By the time I got back to Bayeux, the museums and cathedrals were closed so I decided to try to get dinner. The old town of Bayeux, though small, is very cute. Shops and restaurants line the main street bisected by a canal. There are two ancient watermills that line the canal and are worth a look. Thanks to the fact that Bayeux remained largely untouched during the wars, much of the architecture and layout remains the same.

The Cathédral Notre-Dame de Bayeux and the Tree of Liberty in the square beside it are yet another example of brilliantly lit monuments from across France. I didn’t get to see the actual light show on the tree but it remains lit regardless. The cathedral and tree are lit in bright LED’s which are visible from all around the village. The tree is especially interesting due to the way the lights and shadows dance on the leaves. There are quotes projected on the nearby sidewalks and buildings in French and English. Knowing the history of this town during WWII makes the quotes and lights quite poignant.

I got quite an early start the next day to try and hit the things I missed the night before starting with a few WWII monuments. The British Military Cemetery and Memorial lie on the outskirts of the town along one of the two routes built in the war so that tanks and supplies could bypass the town because the existing streets were too narrow. Besides Arlington in Washington DC, I had never visited a cemetery that hit me quite as hard as this one did. Though not extremely large in size, the small space is filled with hundreds of identical tombstones. The thing that really struck me was the number of tombstones etched with “A Sailor/Soldier of the 1939-1945 War.” The vast number of casualties in the World Wars is well known but the number of people buried without identification brought tears to my eyes.

The Memorial Museum of the Battle of Normandy is very close by. Inside are tanks, maps, and a ton of artifacts from WWII, especially those pertaining to D-Day. It’s a lot to take in really. The entire story of the D-Day invasion is laid out in tons of detail as well as how the war affected nearby towns. Bayeux, however, was the only town to escape damage from the war and was also the first town liberated. If the World Wars are of any interest, Bayeux and this museum should be near the top of the list.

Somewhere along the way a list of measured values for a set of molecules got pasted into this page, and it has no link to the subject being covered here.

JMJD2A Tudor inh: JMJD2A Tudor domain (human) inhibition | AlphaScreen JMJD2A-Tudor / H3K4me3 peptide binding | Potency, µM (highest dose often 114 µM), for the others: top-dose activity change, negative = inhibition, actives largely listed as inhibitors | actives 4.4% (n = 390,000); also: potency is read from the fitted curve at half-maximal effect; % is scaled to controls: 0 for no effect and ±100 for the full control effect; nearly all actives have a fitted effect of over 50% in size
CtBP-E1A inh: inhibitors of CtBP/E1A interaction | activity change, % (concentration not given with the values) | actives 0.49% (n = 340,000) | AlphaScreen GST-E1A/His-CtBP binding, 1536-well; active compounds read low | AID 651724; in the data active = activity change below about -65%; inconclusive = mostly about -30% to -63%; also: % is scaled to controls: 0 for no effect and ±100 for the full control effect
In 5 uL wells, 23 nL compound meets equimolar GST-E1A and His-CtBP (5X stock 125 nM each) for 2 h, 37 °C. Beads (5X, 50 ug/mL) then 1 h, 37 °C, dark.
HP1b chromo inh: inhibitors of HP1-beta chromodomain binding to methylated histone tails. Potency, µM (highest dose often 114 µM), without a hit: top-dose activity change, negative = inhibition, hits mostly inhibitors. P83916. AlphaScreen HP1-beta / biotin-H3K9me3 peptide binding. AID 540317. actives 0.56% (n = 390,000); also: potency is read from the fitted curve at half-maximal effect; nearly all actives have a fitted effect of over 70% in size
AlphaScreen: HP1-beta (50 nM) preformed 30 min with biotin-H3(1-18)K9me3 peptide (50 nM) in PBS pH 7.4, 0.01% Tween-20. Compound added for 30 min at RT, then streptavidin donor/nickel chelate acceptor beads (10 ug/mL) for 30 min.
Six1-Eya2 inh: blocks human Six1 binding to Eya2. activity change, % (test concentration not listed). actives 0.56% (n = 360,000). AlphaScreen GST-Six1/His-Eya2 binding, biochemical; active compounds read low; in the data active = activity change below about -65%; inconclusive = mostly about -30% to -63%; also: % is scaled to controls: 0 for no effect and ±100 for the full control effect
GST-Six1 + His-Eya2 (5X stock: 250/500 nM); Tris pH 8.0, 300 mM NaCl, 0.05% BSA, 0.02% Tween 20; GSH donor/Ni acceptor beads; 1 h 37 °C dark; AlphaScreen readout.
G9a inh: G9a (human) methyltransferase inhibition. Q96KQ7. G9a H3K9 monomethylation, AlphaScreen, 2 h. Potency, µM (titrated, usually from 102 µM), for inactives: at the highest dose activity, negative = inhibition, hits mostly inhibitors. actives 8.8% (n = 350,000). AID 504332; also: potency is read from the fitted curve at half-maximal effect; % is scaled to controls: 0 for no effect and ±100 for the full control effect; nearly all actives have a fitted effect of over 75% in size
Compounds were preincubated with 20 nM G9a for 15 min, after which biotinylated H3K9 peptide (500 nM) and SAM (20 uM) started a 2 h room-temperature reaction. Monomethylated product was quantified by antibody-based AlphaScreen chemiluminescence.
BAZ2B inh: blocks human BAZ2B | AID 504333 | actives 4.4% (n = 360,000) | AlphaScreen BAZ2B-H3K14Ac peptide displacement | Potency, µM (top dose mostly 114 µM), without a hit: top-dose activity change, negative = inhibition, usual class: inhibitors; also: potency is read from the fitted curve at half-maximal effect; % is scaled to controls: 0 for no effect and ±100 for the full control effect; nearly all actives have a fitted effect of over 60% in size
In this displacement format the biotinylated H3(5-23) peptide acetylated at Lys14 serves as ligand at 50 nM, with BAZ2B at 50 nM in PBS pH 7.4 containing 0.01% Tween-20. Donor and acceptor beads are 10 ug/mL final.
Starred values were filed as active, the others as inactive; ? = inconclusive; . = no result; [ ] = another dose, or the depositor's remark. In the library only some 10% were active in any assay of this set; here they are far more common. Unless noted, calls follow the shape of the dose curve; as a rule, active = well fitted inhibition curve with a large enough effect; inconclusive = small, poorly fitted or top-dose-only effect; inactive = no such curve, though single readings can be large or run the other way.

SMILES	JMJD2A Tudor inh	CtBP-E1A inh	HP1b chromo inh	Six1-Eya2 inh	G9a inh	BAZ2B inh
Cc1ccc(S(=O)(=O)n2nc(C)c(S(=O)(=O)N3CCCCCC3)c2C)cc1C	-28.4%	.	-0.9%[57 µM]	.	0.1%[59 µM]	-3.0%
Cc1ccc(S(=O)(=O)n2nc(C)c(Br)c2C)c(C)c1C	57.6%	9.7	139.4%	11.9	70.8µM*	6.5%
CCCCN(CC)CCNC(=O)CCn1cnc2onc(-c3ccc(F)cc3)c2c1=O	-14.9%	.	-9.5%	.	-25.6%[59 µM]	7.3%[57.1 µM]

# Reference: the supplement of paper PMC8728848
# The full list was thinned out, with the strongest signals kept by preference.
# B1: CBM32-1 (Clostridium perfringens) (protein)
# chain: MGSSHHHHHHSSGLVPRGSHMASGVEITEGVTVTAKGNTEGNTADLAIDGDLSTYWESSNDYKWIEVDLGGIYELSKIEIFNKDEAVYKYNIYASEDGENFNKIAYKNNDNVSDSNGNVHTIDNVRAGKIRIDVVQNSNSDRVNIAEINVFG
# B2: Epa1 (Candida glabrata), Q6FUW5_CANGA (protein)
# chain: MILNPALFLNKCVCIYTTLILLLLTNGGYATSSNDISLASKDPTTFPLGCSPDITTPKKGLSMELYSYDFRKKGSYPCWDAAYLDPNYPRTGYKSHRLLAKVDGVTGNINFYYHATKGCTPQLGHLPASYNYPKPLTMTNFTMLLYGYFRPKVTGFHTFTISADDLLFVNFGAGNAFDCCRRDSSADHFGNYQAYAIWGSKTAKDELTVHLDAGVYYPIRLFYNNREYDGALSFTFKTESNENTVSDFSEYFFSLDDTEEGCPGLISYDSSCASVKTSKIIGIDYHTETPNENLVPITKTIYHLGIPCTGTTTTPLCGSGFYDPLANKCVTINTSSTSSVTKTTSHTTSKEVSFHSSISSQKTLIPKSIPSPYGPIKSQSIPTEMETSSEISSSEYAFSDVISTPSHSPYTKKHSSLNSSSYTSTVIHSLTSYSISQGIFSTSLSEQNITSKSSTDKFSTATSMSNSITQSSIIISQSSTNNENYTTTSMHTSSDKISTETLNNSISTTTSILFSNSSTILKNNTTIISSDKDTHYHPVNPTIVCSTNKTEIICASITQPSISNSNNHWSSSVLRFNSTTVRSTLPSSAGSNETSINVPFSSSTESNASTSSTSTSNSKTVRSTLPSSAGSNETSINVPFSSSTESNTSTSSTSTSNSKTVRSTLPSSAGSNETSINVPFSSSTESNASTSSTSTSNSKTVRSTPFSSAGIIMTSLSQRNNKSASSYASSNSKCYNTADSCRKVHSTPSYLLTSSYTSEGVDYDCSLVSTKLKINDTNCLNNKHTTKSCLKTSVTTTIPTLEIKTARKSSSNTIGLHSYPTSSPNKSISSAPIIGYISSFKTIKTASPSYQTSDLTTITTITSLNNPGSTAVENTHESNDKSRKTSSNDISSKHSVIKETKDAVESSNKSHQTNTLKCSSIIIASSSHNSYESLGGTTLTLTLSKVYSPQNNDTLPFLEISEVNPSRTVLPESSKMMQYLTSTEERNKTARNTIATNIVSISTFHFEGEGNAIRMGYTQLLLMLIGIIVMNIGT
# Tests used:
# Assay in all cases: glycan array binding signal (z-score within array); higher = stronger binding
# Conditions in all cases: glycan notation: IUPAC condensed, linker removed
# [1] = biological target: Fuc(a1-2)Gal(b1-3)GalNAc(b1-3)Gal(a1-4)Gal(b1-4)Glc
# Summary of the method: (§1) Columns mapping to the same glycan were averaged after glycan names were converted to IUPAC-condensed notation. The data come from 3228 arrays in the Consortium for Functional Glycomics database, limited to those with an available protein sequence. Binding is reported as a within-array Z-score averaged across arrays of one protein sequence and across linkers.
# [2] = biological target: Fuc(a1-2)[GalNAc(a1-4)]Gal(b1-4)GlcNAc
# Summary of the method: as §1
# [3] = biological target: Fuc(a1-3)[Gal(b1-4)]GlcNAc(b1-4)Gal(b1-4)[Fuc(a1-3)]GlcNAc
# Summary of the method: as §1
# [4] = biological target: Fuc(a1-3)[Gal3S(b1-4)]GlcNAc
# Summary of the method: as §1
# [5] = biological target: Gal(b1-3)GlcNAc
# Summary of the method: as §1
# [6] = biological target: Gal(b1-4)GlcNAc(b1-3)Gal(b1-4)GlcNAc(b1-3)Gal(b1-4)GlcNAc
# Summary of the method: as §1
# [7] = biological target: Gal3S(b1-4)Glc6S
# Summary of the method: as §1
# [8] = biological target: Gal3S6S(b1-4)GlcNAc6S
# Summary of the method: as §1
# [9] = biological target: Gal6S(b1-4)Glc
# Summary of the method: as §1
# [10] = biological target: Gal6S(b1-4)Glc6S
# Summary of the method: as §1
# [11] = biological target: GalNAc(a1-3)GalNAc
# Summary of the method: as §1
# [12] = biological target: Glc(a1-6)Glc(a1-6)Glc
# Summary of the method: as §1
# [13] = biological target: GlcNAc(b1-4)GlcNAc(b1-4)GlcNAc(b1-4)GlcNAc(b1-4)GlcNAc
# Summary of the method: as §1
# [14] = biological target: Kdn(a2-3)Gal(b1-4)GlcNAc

I then walked towards the city center to go to the Musée d’Art et d’Histoire Baron Gérard (Baron Gérard Museum of Art and History also called the MAHB). I suggest buying the combination ticket that allows access to all three museums. The museum is actually situated in the old Bishop’s Palace and inside you can see remnants of the Gothic architecture that was eventually built over but not fully removed. The rooms move chronologically from prehistory through the Celts, Romans, Franks and on through to modern day with displays of items from archeological finds as well as rooms displaying the major industries that profited Bayeux: Lace, and porcelain.

The cathedral was my last stop before leaving Bayeux. Built on the site of ancient Roman sanctuaries (pieces of which you can actually find in the courtyard as well as the crypts), the cathedral is Gothic through and through. It was consecrated in the presence of William the Conqueror and is actually where William made Harold Godwinson take an oath that originally made William the heir to the throne of England (of course Harold broke it and William invaded). Inside you can see Romanesque themes as well as Gothic though they blend seamlessly together. The cathedral is actually the original home of the Bayeux Tapestry which is believed to be commissioned by Odo, Bishop of Bayeux and William the Conqueror’s half-brother.

Despite the small town feel that Bayeux radiates, there’s a ton of things to do in and around the city center. Even though I didn’t do it that way, it’s very possible to see the best of Bayeux in one day. The village is only about two and a half hours from Paris by train and due to the proximity to the different D-Day beaches, Bayeux is a great base from which to explore the major historic Norman sites. My visit to this part of Normandy was full of emotions and experiences I’ll never forget!